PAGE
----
The last, great white hope is, or rather was, Newt Gingrich, an old hand who can claim to have destroyed Bill Clinton's second term, can make all the right noises to the faithful, can bluster the public into submission and generally act like a radio shock jock.

Sadly, this is the same Newt Gingrich who is guilty of gross hypocrisy, abandoning one wife while she was seriously ill with cancer, was fined by the House Ethics committee for improper business links, seriously advocates building a base on the moon in the middle of a worldwide economic crisis, and panders to racists, creationists, Islamophobes and homophobes. Oh, and Sarah Palin. Despite his obvious charisma and intelligence, which sets him apart from the rest of the Stop-Mitt contestants, he is far too much like a caricature of a right-wing politician, made flesh.

All of which caught up with him at last week's debate in Florida, a crucial win for any would-be Republican President:

Mitt Romney has regained his frontrunner status in the Florida primary, according to a new poll from Quinnipiac University.

The poll shows that, even before Thursday’s debate in which Romney appeared to get the better of Newt Gingrich, the former Massachusetts governor had opened up a substantial lead in the state’s primary Tuesday.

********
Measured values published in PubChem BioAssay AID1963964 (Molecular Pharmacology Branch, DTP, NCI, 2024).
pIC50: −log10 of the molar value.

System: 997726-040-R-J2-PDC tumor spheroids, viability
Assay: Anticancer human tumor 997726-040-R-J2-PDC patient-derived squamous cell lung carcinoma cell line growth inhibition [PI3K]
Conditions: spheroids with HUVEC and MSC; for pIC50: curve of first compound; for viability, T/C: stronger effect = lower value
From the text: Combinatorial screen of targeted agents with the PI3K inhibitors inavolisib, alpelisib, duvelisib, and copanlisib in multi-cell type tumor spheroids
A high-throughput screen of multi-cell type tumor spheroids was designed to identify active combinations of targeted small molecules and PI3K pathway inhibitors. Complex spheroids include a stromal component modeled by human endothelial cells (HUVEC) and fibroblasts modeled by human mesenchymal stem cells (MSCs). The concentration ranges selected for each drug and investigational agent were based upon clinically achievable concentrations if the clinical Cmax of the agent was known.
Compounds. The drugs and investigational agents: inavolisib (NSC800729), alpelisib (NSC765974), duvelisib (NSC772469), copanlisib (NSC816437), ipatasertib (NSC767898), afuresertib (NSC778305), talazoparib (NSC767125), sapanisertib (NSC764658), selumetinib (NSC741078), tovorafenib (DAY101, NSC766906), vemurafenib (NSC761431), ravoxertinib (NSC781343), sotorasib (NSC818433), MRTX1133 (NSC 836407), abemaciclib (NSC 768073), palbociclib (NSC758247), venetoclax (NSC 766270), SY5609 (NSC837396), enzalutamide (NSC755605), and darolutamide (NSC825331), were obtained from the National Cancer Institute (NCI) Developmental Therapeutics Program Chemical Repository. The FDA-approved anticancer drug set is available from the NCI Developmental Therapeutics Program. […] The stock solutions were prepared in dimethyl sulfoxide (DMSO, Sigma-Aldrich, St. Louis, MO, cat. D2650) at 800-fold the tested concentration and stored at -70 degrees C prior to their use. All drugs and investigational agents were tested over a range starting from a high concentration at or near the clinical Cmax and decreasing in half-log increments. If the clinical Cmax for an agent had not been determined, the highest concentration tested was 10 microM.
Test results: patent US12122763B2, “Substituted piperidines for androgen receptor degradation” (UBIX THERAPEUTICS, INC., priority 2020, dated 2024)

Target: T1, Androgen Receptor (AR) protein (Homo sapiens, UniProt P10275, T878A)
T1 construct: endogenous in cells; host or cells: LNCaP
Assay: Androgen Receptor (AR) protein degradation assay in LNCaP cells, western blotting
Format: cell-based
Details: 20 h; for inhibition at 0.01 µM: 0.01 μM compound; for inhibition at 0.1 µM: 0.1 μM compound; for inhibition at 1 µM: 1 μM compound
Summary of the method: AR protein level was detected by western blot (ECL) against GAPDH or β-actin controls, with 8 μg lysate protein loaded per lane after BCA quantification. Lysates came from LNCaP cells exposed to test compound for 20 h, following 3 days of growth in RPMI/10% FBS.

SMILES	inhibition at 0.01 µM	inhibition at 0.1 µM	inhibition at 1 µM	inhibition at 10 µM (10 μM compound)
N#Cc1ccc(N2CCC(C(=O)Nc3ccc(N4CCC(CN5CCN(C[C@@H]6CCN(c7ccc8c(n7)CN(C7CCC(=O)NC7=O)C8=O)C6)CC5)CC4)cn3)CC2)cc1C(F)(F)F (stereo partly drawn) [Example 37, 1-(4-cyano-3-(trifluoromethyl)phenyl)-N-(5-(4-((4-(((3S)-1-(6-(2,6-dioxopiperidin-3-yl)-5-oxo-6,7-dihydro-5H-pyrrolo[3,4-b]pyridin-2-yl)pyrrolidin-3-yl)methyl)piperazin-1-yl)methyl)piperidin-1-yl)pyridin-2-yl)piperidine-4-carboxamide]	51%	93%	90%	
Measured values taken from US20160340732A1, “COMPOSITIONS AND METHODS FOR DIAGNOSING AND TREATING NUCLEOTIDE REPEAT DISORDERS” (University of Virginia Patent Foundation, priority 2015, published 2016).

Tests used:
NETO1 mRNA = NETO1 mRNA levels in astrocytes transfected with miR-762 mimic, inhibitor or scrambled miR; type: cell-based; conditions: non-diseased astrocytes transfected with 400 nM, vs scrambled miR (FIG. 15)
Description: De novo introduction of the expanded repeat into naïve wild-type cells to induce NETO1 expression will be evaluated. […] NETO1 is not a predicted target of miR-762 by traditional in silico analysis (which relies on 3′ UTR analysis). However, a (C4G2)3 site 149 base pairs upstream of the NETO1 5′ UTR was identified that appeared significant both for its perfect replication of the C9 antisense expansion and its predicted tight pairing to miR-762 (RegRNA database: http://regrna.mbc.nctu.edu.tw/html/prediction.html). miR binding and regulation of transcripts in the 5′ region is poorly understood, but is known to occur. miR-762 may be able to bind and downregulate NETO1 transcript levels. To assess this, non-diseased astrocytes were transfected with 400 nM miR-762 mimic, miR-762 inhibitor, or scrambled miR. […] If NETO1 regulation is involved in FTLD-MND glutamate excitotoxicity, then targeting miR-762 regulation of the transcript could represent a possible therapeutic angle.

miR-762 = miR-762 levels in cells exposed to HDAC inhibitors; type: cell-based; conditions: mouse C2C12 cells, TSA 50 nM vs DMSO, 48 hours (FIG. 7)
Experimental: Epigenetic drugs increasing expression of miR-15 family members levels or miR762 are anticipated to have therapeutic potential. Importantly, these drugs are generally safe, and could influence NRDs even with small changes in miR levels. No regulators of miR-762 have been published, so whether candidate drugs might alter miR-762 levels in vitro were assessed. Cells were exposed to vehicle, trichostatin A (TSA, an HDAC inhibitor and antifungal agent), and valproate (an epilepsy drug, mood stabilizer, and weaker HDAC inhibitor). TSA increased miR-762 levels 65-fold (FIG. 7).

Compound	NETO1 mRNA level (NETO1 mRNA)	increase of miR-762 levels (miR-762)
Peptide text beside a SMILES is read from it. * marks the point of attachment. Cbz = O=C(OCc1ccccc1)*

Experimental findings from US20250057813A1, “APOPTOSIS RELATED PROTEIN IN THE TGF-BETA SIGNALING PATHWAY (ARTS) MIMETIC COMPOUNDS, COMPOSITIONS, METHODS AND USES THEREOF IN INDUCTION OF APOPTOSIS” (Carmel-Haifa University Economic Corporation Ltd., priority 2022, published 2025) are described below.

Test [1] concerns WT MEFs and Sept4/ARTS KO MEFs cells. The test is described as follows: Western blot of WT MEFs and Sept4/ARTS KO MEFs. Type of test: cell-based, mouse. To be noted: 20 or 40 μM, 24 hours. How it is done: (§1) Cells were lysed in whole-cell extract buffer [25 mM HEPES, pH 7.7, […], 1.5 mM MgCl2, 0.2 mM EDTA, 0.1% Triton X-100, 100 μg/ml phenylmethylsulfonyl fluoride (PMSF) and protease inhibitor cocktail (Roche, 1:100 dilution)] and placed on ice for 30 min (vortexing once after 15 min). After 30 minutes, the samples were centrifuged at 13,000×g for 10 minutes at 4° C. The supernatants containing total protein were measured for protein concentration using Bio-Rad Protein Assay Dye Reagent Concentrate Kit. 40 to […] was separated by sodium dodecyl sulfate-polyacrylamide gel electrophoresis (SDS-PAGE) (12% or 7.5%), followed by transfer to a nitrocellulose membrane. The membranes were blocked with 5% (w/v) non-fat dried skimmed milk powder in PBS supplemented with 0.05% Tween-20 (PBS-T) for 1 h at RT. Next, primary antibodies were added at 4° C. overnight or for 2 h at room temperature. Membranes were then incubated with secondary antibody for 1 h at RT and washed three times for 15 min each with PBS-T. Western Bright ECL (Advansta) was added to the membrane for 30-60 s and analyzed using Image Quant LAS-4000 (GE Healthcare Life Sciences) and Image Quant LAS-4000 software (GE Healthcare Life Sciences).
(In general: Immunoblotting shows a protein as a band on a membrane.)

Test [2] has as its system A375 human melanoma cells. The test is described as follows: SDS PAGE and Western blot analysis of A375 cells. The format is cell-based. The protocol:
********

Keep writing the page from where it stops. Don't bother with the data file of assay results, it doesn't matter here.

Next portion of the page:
It gives Romney a 9-point lead, 38 percent to 29 percent, and suggests a troubling trajectory for Gingrich’s campaign. Rep. Ron Paul (R-Texas) and former Pennsylvania senator Rick Santorum follow at 14 percent and 12 percent, respectively...

In this sense, Gingrich is simply following the pattern set by previous wannabe Romney-Slayers - having made an initial splash, his momentum has slowed the moment the media (and those much ignored rational elements amongst Republican voters) take a long hard look at him. It didn't help that his victory last week in South Carolina shocked Romney into finally putting some spine into his campaign - and lead to him decisively routing his opponent in last night's debate:

...The most memorable exchanges of the night came when Gingrich clashed with Romney over illegal immigration, an emotive issue in Florida, which has the third largest Latino population in America.

The exchanges centred on an ad Gingrich put out describing Romney as 'anti-immigrant'. Gingrich withdrew the ad on Wednesday after leading Latino Republican politicians described it as offensive, but in the debate he stood by it.